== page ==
Karl Puschmann is an entertainment writer for the New Zealand Herald.

Album Review: Brian Eno, Reflection

Artwork for Brian Eno's album 'Reflection'
Artwork for Brian Eno's album 'Reflection'

The title alone is classic Eno. It's deceptively simple, yet open to many different interpretations. Like all the best art its deeper meaning is thoroughly dependent on how you choose to approach and understand it.

Is Eno suggesting the album is a reflection of himself? Or, alternatively, the listener? Is it music to reflect on? Or, perhaps, in?

The title is as oblique as one of his famed strategies. The perfect marriage of Eno's thoughtful art-school approach and more calculated academic brilliance. The question, as it so often is with Eno, has to be what does he mean?

Thankfully, if you're looking to decode the inscrutability of Reflection Eno gives you plenty of time, space and chill vibes to mull it all over. The album sees him returning to the ambient genre he pretty much invented.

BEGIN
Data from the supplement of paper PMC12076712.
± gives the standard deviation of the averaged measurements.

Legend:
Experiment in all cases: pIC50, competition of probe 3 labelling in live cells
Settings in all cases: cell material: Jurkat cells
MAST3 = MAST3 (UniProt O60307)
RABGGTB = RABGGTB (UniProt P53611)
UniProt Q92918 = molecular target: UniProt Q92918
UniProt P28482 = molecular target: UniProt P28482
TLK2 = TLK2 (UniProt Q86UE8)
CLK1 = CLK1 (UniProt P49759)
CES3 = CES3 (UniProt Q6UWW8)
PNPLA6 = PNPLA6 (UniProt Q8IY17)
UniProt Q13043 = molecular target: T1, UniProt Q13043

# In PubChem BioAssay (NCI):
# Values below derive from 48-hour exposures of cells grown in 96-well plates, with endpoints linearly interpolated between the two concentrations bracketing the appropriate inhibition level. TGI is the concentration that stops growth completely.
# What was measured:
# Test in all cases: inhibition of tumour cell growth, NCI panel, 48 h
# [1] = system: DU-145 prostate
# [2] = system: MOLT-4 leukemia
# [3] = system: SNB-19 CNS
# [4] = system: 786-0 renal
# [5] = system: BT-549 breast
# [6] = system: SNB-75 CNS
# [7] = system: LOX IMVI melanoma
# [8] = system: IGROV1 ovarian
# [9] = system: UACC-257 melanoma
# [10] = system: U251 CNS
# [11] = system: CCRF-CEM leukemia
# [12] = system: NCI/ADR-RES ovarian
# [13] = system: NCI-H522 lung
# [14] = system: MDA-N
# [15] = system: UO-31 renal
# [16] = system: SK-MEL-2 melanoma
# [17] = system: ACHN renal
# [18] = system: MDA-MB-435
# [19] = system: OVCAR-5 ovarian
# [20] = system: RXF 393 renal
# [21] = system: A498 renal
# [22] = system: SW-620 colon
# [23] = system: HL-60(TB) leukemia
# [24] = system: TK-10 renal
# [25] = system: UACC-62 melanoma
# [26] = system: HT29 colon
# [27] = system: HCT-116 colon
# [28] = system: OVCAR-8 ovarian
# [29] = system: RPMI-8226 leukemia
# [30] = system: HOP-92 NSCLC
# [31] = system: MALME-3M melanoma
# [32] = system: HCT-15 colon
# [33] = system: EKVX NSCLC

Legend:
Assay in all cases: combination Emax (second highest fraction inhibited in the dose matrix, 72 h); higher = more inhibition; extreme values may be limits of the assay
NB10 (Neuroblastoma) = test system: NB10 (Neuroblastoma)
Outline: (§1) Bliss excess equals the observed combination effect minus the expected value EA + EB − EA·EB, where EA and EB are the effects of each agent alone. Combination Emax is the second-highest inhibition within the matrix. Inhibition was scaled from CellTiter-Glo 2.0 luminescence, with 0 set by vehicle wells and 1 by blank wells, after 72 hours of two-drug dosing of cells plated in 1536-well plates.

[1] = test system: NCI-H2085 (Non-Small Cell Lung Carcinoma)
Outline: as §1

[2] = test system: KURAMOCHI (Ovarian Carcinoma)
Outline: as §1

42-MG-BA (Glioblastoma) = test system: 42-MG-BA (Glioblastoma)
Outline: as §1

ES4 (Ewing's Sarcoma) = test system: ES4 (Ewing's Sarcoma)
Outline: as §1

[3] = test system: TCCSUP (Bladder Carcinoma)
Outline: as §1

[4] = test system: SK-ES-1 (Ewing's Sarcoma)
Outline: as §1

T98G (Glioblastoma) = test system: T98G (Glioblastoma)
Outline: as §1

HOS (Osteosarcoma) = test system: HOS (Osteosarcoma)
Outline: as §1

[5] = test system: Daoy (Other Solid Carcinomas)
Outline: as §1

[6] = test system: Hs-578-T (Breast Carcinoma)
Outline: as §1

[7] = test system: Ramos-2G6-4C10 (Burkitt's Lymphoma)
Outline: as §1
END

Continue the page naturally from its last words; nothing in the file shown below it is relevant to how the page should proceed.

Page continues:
This 54-minute album consists of one track that's also titled Reflection, reflecting the album's name.

Despite running nearly an hour it's infinitely fascinating and much more interesting than you might think. The music slowly evolves in ebbs and flows, builds incrementally - almost unnoticaebly - to climactic pinnacles of various moods and timbres before slowly stretching back out to infinity and being enveloped by its own decay, only to be replaced with softly swelling orbs of pure sound.

Eno has the ablity to coax warm, calming tones out of his synthesizers and computers that no one else can really get close to. Long time listeners will recognise that soothing rush of tranquility that certain sounds of his generate in your brain.

Of course, and this may surprise people unfamiliar with ambient, it's not all hippy-dippy bullshit. Eno's always explored unease (see 1982's Ambient 4: On Land which gets agitatingly ominous at points), and Reflection is no different.

Here he masterfully shifts gears on you, the atmosphere changing without notice, as a vaguely sinister and unsettling sense of unease washes over you before it too is washed away under the returning calm.

Eno, of course, is the master of this stuff. As the title suggests, the music here reflects what you project onto it. It blends seamlessly into the background if you're busy but also proves to be a rewarding and compelling listen when given your full attention.


Brian Eno
Reflection
Warp Records
Verdict: A fascinating and compelling ambient work

- NZ Herald

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